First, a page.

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It’s Tough to Build, Sustain Culture in a Remote-work World

Many employees feel disconnected as work feels transactional

Rita Ramakrishnan started as head of people and talent at the real estate startup Cadre in April 2020. She had moved from San Francisco to New York for the job, where she planned to oversee the growing startup's workplace culture. Ramakrishnan had all kinds of plans, but she never made it to the office; instead, she spent her first months converting her new apartment into a home workspace. The experience reminded her of an old saying: Man plans, and God laughs.

Ramakrishnan's job was to make people feel connected at work. But now, with everyone working in home office silos, connection seemed impossible. She'd been told about rituals that felt precious to Cadre employees: mingling over drinks on Thursday, bagels every Friday morning. "We tried to recreate that with a virtual happy hour," she said. "It didn't really work." Other things worked better, like a Zoom social hour paired with real bagels, paid for by the company. But none of it approximated the magic of meeting your coworkers, none of whom Ramakrishnan had yet seen in person.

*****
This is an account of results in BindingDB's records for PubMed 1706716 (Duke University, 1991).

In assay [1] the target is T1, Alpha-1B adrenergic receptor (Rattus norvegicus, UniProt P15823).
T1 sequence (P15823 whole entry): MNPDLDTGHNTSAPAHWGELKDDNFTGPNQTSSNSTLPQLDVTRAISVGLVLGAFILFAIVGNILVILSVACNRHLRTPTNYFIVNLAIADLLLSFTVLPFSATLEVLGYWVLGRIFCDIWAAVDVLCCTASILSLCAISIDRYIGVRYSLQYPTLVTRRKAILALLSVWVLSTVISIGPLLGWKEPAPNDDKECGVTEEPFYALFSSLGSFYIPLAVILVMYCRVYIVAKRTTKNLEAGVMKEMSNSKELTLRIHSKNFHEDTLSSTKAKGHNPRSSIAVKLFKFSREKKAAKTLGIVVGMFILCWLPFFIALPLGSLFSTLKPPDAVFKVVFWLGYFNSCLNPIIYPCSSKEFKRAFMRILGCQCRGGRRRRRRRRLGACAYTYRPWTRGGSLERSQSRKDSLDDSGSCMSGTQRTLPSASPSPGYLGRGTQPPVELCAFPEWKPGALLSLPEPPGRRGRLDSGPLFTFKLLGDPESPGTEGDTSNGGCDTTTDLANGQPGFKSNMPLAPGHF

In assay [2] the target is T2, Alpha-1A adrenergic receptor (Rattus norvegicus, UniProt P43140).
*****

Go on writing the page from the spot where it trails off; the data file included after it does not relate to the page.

Two years later, most of Cadre's employees are still working from home—and will be for some time to come. Like many businesses, it has embraced a "hybrid" working model, opening its office to vaccinated employees while allowing others to work remotely if they want. Three-quarters of its current workforce started during the pandemic, meaning the remote work culture is all they have ever known. The question of whether those employees feel a sense of belonging is a serious concern for Ramakrishnan.

Please select this link to read the complete article from WIRED.

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